Have you seen a bobby on the beat in Suffolk or Essex?

PUBLISHED: 09:51 28 December 2017 | UPDATED: 09:58 28 December 2017

Instances of inappropriate behaviour by staff at Suffolk police over the last three years have emerged  but not all have resulted in any action being taken. Picture: JOE GIDDENS/PA WIRE

Instances of inappropriate behaviour by staff at Suffolk police over the last three years have emerged  but not all have resulted in any action being taken. Picture: JOE GIDDENS/PA WIRE

Amid a national debate today over the level of neighbourhood policing, we would like to know if you have seen a bobby on the beat in your neighbourhood. Suffolk and Essex polls below.

New national research suggests that nearly half of people in England and Wales have not seen a uniformed police or community support officer on foot in their area in the last year.

A large-scale survey indicates that the bobby on the beat is a rare sight for a rising percentage of the population.

The survey of 12,662 people was carried out by Ipsos MORI for HM Inspectorate of Constabulary and Fire & Rescue Services (HMICFRS) to gauge perceptions of crime, safety and local policing.

A report detailing the findings said: “Regular local uniformed police presence remains important for participants.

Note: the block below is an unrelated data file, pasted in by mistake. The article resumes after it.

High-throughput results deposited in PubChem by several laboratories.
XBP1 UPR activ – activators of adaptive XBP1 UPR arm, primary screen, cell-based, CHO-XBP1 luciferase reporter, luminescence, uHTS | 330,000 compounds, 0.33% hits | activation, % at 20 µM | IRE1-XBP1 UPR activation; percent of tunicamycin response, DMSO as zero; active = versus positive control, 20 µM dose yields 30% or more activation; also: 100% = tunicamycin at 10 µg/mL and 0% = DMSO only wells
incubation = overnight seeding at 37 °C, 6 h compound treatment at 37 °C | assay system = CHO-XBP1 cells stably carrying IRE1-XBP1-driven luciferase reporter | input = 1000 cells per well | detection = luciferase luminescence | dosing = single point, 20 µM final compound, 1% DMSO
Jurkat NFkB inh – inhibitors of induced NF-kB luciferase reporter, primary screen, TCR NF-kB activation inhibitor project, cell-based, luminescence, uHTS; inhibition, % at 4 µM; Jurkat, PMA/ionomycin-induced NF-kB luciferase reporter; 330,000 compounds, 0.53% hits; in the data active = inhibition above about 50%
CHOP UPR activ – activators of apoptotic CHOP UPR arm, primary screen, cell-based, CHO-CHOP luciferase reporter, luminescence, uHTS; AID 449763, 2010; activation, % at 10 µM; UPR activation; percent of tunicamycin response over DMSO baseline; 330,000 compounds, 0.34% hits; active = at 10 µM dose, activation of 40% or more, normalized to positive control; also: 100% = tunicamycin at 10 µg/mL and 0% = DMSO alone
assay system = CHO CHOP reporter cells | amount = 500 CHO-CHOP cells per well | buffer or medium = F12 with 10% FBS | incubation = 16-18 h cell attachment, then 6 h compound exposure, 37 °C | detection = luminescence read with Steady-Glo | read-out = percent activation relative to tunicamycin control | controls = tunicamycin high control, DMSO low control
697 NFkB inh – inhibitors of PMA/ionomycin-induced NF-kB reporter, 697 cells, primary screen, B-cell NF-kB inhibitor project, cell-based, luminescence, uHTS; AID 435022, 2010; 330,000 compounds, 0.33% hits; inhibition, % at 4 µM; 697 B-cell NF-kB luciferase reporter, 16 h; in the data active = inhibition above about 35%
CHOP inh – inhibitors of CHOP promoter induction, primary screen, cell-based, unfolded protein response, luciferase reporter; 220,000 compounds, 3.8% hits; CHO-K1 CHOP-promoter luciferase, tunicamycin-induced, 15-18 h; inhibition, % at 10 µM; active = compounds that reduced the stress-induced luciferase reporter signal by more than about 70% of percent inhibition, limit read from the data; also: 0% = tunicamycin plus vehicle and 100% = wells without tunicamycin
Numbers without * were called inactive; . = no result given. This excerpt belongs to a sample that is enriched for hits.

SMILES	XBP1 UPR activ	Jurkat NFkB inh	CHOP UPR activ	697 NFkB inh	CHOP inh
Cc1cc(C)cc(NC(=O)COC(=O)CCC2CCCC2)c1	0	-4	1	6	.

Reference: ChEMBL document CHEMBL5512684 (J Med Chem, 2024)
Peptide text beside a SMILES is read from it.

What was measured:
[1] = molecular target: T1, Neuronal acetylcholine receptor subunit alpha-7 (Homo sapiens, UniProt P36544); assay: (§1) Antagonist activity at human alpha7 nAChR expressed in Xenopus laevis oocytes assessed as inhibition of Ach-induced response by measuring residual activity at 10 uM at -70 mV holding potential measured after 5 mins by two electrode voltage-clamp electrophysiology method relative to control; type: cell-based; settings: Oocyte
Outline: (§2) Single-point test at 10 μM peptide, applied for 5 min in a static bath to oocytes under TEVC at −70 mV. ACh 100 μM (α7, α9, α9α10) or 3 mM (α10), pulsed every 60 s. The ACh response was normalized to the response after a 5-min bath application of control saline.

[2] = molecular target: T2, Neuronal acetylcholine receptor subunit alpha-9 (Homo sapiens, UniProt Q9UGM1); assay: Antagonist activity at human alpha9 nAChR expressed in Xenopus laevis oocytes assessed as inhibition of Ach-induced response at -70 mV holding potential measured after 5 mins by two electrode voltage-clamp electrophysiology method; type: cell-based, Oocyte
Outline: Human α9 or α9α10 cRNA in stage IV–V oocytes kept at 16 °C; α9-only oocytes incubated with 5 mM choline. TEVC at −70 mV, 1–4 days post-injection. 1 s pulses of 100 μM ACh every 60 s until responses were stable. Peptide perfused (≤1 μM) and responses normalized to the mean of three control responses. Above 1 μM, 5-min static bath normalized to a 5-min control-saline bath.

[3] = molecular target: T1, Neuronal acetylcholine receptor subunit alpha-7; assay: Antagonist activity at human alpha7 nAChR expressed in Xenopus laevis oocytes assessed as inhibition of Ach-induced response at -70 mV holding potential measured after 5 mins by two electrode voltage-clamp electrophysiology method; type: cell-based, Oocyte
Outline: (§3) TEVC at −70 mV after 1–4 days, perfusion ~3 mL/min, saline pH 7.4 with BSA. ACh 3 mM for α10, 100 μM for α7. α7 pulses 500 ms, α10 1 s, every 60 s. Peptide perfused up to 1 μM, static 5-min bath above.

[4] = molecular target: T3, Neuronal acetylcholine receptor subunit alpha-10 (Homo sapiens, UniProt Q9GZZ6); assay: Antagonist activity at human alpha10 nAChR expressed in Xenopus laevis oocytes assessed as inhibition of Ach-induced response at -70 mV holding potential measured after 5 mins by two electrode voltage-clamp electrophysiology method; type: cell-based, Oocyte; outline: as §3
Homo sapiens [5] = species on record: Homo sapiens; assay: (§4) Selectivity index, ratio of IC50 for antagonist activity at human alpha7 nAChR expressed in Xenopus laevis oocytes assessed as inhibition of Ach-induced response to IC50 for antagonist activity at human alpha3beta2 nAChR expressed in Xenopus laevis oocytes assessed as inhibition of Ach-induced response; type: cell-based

“However, as in previous years, the proportion who are satisfied with the level of local uniformed police presence is far lower than the proportion who are dissatisfied (24% vs 41%).”

The inspectorate has previously raised concerns over the impacts of an “erosion” of neighbourhood policing.

Andy Fittes, General Secretary of the Police Federation of England and Wales, said: “The findings of the survey are disappointing but come as no surprise.

“There is no getting away from the fact that we simply do not have the resources to patrol as we once would have done.

“Police chiefs are having to make tough choices and to prioritise things like terrorism and public order events and ensure that the critical incidents such as responding to 999 calls are dealt with.

“All these have to take priority over walking the beat and carrying out the sort of proactive policing that the public wants.”

But Richard Garside, Director of the Centre for Crime and Justice Studies, said cuts to police officer numbers have resulted in a reduction in unnecessary patrols.

He said: “Mere visibility is not a useful measure of effective and accountable policing.”


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